Automate Bus Lane Enforcement by Lifting the Camera Restriction
One of the reasons buses move slowly is that, even in bus lanes, they get stuck behind other vehicles. For years, the state has capped the number of automated enforcement cameras used to ticket private vehicles that obstruct bus lanes. The result has been worse bus service and more flagrant violations. Lifting the restriction will allow broader enforcement of bus lanes, increase bus speeds, and encourage the city to create more bus lanes on more bus routes.
Follow Through on the MTA’s Plan for All-door Boarding
MTA New York City Transit President Andy Byford recently released a bus plan that includes both a network redesign and a switch to all-door boarding, among other improvements. This vital improvement must happen on schedule, as the MTA implements a new and modern fare payment system to replace the Metrocard. In an all-door boarding system, people would be able to exit and enter the bus from any door, rather than lining up to pay one-by-one at the front of the bus. With new fare payment technology, people should be able to tap their card wherever they enter the bus, and inspectors should be able to verify electronically that people have paid. All-door boarding will allow faster, more reliable service, with the most gains for the busiest bus routes, and it will also help make the bus a more modern, appealing option for commuters.
Invest in Electric Buses
A 21st century bus fleet needs to be entirely electric to reduce the impact of diesel exhaust, especially on low-income communities and communities of color, where many bus depots are located. Cleaner bus service is an environmental equity issue that must no longer be ignored. An all-electric bus fleet will make transit that much more of an ecologically sound alternative to private cars, taxis, and for-hire vehicles.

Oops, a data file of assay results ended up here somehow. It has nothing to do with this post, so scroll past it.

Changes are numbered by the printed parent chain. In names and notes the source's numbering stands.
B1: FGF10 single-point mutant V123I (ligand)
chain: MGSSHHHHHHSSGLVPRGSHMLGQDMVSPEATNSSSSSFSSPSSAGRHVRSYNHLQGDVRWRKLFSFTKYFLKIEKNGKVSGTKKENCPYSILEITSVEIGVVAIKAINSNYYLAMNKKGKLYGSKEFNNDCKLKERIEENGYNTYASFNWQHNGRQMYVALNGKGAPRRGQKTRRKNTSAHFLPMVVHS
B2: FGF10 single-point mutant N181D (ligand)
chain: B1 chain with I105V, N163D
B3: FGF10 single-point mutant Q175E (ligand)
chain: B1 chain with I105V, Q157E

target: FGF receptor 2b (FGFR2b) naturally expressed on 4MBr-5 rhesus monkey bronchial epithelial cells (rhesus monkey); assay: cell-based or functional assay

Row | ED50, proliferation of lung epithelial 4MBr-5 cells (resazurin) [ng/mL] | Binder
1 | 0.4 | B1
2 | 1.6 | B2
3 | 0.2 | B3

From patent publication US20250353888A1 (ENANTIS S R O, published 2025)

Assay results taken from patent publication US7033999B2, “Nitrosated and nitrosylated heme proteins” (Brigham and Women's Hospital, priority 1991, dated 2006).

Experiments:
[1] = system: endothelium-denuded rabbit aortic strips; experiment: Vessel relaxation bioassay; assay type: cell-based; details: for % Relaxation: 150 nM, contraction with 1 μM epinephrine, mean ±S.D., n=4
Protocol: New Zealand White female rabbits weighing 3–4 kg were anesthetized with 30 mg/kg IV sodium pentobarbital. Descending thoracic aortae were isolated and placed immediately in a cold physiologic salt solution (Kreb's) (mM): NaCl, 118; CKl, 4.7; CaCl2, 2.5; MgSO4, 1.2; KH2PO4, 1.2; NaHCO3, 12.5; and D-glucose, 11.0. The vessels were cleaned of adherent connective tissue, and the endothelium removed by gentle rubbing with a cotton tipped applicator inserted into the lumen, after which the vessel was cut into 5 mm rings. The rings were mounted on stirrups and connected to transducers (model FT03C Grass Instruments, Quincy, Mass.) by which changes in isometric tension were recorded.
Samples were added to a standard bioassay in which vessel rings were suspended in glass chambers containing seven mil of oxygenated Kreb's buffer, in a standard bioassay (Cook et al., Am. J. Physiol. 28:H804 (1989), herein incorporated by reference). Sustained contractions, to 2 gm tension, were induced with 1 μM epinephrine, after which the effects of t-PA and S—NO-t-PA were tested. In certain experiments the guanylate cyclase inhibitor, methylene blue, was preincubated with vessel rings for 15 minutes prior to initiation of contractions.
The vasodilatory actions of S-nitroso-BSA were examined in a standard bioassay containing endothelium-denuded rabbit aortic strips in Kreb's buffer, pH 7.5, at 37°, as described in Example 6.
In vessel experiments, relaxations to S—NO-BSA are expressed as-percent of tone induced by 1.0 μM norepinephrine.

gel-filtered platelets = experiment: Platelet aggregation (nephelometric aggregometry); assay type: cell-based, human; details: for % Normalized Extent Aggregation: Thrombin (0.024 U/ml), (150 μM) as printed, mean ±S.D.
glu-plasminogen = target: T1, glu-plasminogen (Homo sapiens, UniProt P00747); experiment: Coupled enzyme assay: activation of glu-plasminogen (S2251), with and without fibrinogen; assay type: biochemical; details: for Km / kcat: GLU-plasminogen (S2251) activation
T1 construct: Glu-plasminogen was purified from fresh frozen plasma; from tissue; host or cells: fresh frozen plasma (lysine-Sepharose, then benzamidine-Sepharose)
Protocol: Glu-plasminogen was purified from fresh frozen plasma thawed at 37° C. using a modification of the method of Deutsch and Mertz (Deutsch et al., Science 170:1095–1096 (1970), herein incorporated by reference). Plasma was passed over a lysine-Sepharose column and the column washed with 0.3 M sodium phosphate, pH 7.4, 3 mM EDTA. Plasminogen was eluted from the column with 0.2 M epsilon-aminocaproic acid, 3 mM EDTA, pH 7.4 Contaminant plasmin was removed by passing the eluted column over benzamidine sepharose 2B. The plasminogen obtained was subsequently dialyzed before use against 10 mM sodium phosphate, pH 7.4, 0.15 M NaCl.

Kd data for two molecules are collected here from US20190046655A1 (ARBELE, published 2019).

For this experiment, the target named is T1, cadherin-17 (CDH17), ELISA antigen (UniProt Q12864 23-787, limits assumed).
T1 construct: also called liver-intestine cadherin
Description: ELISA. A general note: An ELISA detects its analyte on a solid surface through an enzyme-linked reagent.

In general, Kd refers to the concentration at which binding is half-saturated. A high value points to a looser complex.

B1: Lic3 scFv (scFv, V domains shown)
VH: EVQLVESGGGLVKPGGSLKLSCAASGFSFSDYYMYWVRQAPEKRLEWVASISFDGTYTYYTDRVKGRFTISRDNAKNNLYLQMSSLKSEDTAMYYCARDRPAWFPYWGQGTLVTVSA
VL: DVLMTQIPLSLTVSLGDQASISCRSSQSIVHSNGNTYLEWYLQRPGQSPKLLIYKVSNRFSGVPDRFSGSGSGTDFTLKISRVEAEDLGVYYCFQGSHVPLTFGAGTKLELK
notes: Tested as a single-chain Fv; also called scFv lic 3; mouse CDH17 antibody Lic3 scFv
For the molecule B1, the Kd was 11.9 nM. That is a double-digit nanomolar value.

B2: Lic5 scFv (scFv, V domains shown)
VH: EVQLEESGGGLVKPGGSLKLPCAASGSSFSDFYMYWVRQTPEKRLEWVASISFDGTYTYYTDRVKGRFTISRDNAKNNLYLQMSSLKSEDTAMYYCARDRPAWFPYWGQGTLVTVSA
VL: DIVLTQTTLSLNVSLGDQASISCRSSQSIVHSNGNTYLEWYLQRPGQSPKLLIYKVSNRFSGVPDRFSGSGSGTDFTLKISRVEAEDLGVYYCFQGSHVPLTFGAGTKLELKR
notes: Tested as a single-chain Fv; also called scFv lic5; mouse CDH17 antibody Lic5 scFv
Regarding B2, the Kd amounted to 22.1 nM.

An Accessible Transit Network
An Accessible Transit Network Within Ten Years
The subway is so often called the lifeblood of our city, and is what makes the city accessible to people all across the five boroughs. But at present, too many New Yorkers cannot ride the subway at all. Currently, New York has one of the least accessible mass transit systems in the entire world.
Only a small percentage of stations have elevators and even those elevators frequently break down. A modern subway should be open to all — riders in wheelchairs, with walkers, with strollers, with suitcases, and with bad knees and bad backs. The odds are high that at some time in each of our lives, we’ll all fall into one or more of those excluded categories. Our transit system should also consider the needs of people with vision and hearing disabilities and provide consistent audible and visual information about stops and service changes.
Like fixing the subway itself, creating an accessible system will not be cheap, easy or quick. But it’s what we owe each other. New York must move toward a 100 percent accessible transit system. It’s essential to making New York a fair city and enabling all New Yorkers to access everything the city has to offer, on equal terms with every other New Yorker.
A Fully Accessible Bus System Immediately
It’s time to end discrimination against bus riders with disabilities, enforce clear bus stops with cameras on board every bus, and guarantee that drivers are properly trained to respectfully serve all passengers. The MTA also needs to consider the needs of the elderly and people with disabilities when redesigning the bus network.
Historically, employment in transit has provided a ladder to the middle-class to a highly diverse array of New Yorkers. However, one marginalized group remains under-represented in transit employment — people with disabilities. Increasing recruitment and training for disabled transit workers to operate buses and perform other jobs will integrate a perspective of people with disabilities into the institutional culture. Disabled transit workers on a variety of jobs will help ensure that their co-workers are properly trained and personally aware of the needs of disabled riders.